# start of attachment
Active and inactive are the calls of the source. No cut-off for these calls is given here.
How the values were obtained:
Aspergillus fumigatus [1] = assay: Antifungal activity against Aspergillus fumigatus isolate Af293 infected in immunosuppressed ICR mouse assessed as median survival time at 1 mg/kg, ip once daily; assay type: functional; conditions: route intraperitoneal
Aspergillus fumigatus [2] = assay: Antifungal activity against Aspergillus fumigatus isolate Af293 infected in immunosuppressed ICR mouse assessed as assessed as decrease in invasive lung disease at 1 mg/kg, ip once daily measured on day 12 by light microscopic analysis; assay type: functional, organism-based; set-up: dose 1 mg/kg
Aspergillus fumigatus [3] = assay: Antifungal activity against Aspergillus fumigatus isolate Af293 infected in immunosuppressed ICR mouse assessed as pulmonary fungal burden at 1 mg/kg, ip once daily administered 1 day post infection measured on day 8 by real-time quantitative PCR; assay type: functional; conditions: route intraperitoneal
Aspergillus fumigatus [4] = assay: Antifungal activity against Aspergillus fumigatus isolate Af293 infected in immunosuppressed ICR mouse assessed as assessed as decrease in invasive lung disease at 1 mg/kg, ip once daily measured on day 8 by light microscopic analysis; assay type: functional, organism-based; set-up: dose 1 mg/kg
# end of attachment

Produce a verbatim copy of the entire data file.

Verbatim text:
Active and inactive are the calls of the source. No cut-off for these calls is given here.
How the values were obtained:
Aspergillus fumigatus [1] = assay: Antifungal activity against Aspergillus fumigatus isolate Af293 infected in immunosuppressed ICR mouse assessed as median survival time at 1 mg/kg, ip once daily; assay type: functional; conditions: route intraperitoneal
Aspergillus fumigatus [2] = assay: Antifungal activity against Aspergillus fumigatus isolate Af293 infected in immunosuppressed ICR mouse assessed as assessed as decrease in invasive lung disease at 1 mg/kg, ip once daily measured on day 12 by light microscopic analysis; assay type: functional, organism-based; set-up: dose 1 mg/kg
Aspergillus fumigatus [3] = assay: Antifungal activity against Aspergillus fumigatus isolate Af293 infected in immunosuppressed ICR mouse assessed as pulmonary fungal burden at 1 mg/kg, ip once daily administered 1 day post infection measured on day 8 by real-time quantitative PCR; assay type: functional; conditions: route intraperitoneal
Aspergillus fumigatus [4] = assay: Antifungal activity against Aspergillus fumigatus isolate Af293 infected in immunosuppressed ICR mouse assessed as assessed as decrease in invasive lung disease at 1 mg/kg, ip once daily measured on day 8 by light microscopic analysis; assay type: functional, organism-based; set-up: dose 1 mg/kg